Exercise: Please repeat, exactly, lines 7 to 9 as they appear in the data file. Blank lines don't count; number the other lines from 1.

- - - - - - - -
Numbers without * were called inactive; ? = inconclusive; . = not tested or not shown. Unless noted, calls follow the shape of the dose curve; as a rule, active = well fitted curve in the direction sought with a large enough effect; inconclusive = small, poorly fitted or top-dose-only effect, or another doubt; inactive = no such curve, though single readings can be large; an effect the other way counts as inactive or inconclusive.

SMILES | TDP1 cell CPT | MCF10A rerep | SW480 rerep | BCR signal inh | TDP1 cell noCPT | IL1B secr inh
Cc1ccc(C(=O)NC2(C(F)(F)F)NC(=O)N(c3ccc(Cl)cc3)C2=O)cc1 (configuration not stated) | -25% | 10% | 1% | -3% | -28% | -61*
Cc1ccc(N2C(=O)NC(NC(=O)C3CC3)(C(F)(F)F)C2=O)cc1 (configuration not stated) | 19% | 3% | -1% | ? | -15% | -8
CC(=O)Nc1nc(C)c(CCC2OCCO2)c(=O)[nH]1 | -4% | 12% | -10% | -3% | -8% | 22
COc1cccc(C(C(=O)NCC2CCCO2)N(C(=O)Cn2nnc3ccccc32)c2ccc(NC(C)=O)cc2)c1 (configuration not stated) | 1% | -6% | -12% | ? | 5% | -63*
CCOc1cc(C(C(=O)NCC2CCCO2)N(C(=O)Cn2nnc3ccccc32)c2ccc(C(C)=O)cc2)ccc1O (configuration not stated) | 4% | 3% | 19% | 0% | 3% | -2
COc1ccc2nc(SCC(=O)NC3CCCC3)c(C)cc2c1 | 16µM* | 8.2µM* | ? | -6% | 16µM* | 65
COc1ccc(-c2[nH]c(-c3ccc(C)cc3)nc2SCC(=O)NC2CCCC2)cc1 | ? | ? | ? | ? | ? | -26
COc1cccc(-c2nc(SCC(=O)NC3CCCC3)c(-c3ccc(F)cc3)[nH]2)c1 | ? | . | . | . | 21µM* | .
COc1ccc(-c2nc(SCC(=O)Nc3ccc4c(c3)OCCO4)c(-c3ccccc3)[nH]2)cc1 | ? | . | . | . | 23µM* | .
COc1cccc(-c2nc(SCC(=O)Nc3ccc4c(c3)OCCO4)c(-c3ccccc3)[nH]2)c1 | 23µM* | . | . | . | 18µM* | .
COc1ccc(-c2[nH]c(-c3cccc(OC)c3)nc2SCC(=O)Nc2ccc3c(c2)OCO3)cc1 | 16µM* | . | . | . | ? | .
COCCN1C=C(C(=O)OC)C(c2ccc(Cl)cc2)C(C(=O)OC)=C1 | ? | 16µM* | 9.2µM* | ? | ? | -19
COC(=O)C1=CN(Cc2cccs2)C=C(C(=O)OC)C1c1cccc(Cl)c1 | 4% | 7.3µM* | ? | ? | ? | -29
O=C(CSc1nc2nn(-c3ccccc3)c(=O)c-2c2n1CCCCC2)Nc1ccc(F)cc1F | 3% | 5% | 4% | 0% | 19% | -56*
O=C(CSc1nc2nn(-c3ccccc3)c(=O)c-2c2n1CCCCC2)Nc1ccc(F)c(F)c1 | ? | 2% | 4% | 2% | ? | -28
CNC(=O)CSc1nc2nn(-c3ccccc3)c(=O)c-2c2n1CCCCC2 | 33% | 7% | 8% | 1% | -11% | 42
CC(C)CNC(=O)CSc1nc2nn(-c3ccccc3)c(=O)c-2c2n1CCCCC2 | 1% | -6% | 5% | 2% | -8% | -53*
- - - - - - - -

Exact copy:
CCOc1cc(C(C(=O)NCC2CCCO2)N(C(=O)Cn2nnc3ccccc32)c2ccc(C(C)=O)cc2)ccc1O (configuration not stated) | 4% | 3% | 19% | 0% | 3% | -2
COc1ccc2nc(SCC(=O)NC3CCCC3)c(C)cc2c1 | 16µM* | 8.2µM* | ? | -6% | 16µM* | 65
COc1ccc(-c2[nH]c(-c3ccc(C)cc3)nc2SCC(=O)NC2CCCC2)cc1 | ? | ? | ? | ? | ? | -26